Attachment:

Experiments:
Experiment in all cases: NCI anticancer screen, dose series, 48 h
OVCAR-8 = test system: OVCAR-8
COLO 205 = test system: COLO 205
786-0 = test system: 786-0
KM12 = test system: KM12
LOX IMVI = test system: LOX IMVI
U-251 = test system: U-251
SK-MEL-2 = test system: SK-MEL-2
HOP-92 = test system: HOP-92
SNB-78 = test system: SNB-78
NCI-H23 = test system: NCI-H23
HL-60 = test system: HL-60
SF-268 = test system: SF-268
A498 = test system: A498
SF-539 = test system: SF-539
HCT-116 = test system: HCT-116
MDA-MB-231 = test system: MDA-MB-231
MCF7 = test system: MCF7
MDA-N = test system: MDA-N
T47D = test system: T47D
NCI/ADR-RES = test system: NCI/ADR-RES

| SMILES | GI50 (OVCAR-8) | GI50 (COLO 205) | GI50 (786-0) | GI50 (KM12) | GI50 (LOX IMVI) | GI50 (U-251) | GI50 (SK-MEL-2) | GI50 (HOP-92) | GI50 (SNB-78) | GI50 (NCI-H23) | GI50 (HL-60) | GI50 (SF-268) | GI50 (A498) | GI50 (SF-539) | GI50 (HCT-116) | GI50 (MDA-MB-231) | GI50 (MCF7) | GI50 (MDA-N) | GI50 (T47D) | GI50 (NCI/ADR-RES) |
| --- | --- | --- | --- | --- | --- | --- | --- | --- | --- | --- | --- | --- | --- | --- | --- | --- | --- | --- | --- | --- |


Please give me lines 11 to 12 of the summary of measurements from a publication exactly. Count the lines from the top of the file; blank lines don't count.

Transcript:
SNB-78 = test system: SNB-78
NCI-H23 = test system: NCI-H23